Evidence of galactic-sized outflows of gas in primordial galaxies as revealed by Lyman Alpha emission
The nature of galaxies billions of light years away is interesting to explore because it sheds light on the conditions of the Universe when it was still relatively young. However, detailed investigations are often challenging as the distance of these galaxies pushes the limit of technological capabilities afforded by current telescopes. Our team, as led by UCR postdoctoral fellow Dr. Vivian U, students, and faculty, tackles this issue using observations taken by the Keck Telescope atop Mauna Kea in Hawaii.
By breaking up the incoming light from the galaxies to obtain spectroscopic data through the Keck telescope paired with infrared images obtained from the Hubble Space Telescope [image to the right], we analyze the properties of 300 distant galaxies with an innovative approach to compare the galaxy’s morphology with its Lyman Alpha (UV emission) spectral profile shape. An in-depth study about the light’s physical origin (hot massive young stars) and its escape path through its host galaxy could reveal the interstellar environment inside the hosts.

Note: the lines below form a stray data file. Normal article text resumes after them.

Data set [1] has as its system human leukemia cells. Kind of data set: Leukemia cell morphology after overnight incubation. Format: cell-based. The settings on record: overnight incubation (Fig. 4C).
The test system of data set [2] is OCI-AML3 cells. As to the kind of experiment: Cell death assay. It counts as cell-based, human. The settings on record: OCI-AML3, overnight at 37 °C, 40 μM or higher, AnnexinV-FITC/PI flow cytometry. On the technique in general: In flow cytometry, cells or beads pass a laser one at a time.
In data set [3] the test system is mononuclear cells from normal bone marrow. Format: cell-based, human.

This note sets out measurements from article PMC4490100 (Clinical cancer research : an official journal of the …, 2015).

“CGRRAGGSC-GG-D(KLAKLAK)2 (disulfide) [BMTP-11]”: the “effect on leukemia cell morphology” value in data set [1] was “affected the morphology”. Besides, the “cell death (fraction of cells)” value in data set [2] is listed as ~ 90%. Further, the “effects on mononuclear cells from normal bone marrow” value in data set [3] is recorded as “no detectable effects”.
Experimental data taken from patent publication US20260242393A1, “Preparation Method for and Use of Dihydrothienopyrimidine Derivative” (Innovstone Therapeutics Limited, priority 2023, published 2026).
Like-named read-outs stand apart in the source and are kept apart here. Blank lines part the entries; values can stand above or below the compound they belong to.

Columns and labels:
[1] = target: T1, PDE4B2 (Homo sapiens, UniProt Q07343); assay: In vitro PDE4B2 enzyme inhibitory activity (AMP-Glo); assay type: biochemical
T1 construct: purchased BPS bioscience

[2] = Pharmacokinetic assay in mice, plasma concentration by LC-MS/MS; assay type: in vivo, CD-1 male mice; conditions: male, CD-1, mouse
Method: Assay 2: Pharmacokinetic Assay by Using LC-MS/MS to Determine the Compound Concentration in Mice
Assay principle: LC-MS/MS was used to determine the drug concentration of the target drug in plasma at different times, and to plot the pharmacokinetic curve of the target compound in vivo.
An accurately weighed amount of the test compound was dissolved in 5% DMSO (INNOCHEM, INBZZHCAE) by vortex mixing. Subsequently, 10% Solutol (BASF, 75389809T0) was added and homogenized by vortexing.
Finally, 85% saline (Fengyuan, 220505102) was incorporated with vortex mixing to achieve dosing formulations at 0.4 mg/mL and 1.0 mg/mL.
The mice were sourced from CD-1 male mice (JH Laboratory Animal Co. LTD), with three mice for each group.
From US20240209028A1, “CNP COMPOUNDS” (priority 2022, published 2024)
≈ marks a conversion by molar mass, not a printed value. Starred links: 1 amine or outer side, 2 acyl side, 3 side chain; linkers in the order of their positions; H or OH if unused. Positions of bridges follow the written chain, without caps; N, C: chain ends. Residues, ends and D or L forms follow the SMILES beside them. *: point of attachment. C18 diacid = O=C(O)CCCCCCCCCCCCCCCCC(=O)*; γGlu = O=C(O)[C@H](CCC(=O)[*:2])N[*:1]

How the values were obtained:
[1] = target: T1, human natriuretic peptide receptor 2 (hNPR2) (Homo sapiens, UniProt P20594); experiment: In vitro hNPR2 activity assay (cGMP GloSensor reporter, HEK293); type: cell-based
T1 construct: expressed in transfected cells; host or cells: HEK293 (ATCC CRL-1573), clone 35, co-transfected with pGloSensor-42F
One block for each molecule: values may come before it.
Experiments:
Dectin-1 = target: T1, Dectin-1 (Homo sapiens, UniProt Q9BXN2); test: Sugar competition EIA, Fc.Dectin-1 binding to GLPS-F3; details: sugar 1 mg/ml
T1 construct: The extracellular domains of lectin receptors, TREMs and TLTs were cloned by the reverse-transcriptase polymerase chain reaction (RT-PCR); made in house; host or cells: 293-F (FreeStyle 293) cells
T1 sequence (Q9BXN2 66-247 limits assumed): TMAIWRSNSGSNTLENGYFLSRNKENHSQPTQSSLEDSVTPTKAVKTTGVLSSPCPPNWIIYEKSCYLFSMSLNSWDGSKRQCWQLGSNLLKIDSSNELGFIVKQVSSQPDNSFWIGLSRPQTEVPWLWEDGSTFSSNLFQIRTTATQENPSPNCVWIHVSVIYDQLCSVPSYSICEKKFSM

These galaxies are not likely to be intrinsically round or be symmetric disks, but they probably host galactic-scale outflows of gas.
Link to the paper:
Keck Telescopes by Laurie Hatch